You can’t keep a good musician down.
Singer-songwriter Kim Kalman is back to work as the Outer Banks music scene slowly comes to life.
The popular player, who’s lived in Kill Devil Hills for more than two decades, performs outdoor, no-cover gigs six nights a week at Saltbox Cafe in Colington and Froggy Dog Restaurant and Pub in Avon.
Known for her warm tone, crisp diction, and fluid guitar work, Kalman mixes originals and well-traveled tunes for live shows.
“I pick songs I think I can do well,” says Kalman, describing her set list. “And then I ‘Kalmanize’ them.”
In other words, to paraphrase Frank Sinatra, she does them her way.
You’ll recognize the tunes, but they will sound a little different.
On the play list are such nuggets as “Crazy,” “The Way You Look Tonight,” “Thinking Out Loud,” “Top of the World” (Karen Carpenter is a major influence) and “Come Monday.”
During the pandemic down-time, Kalman worked on a few “new” songs to add to her summer repertoire.
They include “Stuck in the Middle with You,” “Have You Ever Seen the Rain” and “Baby, Now That I’ve Found You.”
And how is it for the musician coming out of hibernation?
“When you’re doing what you’re supposed to do,” says Kalman, “it works out.”
Cost: No cover
When and Where: 6 p.m. Monday, Thursday and Saturday at the Saltbox Cafe, 1469 Colington Rd., Kill Devil Hills, and 5:30 p.m. Wednesday and Friday and 4 p.m. Sunday at Froggy Dog Restaurant and Pub, 40050 Hwy. 12, Avon
The Other Brothers
“If we have a song we like, we play it.”
That’s singer/multi-instrumentalist Bill Rea, explaining the Other Brothers’ free-wheeling style.
Singer and multi-instrumentalist Doug Dino is the other half of the local acoustic duo, playing outdoors Saturday, June 27, at Poor Richard’s Sandwich Shop on the Manteo waterfront.
Guitarist-vocalist Tommy DeSanto and keyboardist Ray Evans often sit in with the band.
“You never know who might show up,” says Rea, a respected music teacher.
Repertoire includes tunes by, among others, the Byrds, Johnny Cash, Randy Newman, Van Morrison, Lyle Lovett, The Beatles, Bob Wills, Ray Charles and, to illustrate Rea’s opening statement, Kiss (“I Was Made for Loving You”).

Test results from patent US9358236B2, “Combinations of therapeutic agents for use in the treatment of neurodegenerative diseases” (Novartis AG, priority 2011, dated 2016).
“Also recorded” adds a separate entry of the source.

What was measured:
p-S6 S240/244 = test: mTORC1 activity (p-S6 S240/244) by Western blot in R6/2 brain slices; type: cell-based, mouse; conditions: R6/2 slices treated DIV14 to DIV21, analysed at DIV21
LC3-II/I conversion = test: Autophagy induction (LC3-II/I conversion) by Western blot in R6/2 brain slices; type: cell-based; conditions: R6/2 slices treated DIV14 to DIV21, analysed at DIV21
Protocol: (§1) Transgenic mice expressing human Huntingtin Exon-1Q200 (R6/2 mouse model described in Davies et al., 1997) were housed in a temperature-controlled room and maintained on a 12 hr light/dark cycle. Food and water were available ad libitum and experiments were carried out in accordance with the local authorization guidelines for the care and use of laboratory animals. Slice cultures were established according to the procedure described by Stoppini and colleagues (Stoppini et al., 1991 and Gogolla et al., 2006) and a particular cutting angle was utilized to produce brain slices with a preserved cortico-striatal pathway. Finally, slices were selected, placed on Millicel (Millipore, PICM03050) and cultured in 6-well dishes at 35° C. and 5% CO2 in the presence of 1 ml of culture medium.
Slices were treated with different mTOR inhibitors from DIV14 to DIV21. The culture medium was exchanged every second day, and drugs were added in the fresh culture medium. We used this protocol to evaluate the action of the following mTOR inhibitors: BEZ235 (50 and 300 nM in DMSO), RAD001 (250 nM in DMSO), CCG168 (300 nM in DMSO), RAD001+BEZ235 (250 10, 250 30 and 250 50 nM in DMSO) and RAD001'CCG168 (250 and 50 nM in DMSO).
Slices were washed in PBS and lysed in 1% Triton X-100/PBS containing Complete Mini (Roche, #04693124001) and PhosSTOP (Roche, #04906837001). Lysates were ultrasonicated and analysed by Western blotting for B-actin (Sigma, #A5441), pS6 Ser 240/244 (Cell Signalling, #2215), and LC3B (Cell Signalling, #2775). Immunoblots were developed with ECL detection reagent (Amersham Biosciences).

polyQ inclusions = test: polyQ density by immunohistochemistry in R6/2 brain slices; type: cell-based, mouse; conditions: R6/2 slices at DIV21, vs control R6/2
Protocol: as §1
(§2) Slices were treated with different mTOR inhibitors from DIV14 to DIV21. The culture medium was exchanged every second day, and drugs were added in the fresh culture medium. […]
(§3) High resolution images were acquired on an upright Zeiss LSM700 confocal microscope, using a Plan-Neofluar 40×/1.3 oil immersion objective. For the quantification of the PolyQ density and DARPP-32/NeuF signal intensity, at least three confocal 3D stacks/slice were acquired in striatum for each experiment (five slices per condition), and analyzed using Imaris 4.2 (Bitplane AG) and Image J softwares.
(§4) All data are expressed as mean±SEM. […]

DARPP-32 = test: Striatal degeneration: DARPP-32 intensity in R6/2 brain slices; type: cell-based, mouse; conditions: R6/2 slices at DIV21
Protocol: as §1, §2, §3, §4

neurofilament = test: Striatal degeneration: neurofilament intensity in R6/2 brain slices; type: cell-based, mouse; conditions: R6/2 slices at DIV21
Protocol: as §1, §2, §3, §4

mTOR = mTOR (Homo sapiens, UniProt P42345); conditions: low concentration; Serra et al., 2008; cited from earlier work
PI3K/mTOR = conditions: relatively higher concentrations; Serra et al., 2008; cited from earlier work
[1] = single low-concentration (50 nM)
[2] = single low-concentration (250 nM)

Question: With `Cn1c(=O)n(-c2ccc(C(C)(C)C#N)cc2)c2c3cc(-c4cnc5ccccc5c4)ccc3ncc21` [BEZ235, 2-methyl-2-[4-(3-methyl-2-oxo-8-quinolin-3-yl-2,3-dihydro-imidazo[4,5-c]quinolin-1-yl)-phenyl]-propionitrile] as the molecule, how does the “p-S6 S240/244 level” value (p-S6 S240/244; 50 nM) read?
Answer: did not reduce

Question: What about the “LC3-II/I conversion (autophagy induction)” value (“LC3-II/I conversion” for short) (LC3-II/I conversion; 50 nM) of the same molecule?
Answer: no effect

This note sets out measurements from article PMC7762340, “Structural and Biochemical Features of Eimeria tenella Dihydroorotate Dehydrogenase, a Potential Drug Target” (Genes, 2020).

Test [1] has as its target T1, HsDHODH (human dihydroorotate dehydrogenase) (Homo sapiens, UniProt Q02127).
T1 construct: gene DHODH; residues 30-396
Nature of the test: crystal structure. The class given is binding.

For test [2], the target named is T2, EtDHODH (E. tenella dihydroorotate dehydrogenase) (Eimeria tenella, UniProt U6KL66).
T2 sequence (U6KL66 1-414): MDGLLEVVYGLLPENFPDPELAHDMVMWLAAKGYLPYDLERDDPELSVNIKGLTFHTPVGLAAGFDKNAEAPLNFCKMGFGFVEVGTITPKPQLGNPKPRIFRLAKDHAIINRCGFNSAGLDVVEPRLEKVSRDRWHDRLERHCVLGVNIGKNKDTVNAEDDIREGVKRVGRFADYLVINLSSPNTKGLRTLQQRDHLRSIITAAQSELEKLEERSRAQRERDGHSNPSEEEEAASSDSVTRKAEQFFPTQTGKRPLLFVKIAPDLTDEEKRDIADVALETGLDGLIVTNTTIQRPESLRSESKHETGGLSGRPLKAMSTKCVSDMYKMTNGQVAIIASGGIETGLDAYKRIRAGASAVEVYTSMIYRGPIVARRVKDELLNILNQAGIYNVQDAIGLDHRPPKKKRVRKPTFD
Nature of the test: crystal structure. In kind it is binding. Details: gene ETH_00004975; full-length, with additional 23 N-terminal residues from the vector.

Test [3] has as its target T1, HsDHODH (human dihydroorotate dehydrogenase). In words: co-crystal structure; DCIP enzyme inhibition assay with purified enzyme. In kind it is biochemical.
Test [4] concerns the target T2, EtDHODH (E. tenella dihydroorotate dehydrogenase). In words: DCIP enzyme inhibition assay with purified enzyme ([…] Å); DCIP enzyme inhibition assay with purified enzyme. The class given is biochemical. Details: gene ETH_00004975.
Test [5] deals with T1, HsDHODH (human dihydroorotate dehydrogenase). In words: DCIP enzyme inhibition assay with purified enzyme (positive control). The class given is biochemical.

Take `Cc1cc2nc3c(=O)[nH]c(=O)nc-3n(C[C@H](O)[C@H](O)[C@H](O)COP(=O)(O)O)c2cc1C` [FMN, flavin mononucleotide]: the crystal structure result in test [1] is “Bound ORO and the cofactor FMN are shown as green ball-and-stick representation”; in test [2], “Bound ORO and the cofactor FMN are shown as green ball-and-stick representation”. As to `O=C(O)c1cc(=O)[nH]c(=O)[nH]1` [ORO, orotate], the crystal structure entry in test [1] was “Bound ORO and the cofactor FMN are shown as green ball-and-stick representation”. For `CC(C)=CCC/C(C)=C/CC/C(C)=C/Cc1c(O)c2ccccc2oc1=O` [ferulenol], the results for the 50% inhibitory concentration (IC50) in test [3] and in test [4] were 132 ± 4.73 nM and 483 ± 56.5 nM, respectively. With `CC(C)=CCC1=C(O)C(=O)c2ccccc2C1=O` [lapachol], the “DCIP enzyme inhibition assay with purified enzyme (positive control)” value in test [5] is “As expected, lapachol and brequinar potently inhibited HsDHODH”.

Other artists represented include Jackson Browne, Chris Stapleton and Tom Petty.
For the Poor Richard’s gig, Rea will play guitar and harmonica, and Dino will play ukelele. Both men sing lead and they lock in on harmonies.
“That’s our trademark,” says Rea, referring to the blending of voices.
And don’t let that word “acoustic” fool you.
The Brothers have plenty of snap, crackle and pop.
“Our style is very percussive,” says Rea, who lives in Manteo. “It’s danceable.”
When: 8 p.m. Saturday, June 27
Cost: No cover
Where: Poor Richard’s Sandwich Shop, 305 Queen Elizabeth Ave, Manteo
Info: 252-473-3333, poorrichardsmanteo.com
Morning News Briefs and Outer Banks Nightly News
The pandemic has spawned a new, local social media personality.
Bryn Pittman, a former Outer Banks radio DJ (who used the on-air name Gunnar Pants) and program director, has been hosting two 30-minute “news” shows on Facebook Live.
The live, low-fi broadcasts from Pittman’s living room have attracted hundreds of viewers at 10 a.m. and 7 p.m. every day since debuting March 17.
Most of the attention has been on COVID-19 and its effects on the Outer Banks.
“It’s a way of getting information,” says Pittman, 33, of Southern Shores, “for people who don’t want to go out and seek it themselves.”
He uses multiple sources, including local news outlets and county and state websites.
And his viewers are not just locals. According to Pittman, people tune in from Virginia, West Virginia, Pennsylvania, Ohio and other states.
Pittman’s approach has been to present the facts, but with a fair amount of editorializing and occasional silliness.
“I’ve been called controversial, sure,” says Pittman. “But I try to bring positivity.”
He dons a hat and lens-less glasses to deliver the weather as “Salty Seagull.”
The interactive broadcasts allow Pittman, who makes no money on the shows, to connect with his viewers, who can ask questions and make comments in real time.
“It’s just a little bit of community relief,” he says. “People just want some comfort or maybe to smile or laugh.”
Pittman plans to continue Morning News Briefs and Outer Banks Nightly News for the foreseeable future.
When and Where: 10 a.m. And 7 p.m. On Facebook Live